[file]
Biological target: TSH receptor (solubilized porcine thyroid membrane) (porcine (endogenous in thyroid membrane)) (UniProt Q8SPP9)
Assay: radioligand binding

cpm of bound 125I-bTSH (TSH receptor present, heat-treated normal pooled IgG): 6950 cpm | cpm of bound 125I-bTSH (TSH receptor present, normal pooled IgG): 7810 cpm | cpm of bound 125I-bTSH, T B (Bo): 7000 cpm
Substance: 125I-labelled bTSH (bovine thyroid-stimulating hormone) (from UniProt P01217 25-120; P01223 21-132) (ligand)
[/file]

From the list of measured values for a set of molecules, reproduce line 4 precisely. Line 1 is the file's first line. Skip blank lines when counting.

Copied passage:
Substance: 125I-labelled bTSH (bovine thyroid-stimulating hormone) (from UniProt P01217 25-120; P01223 21-132) (ligand)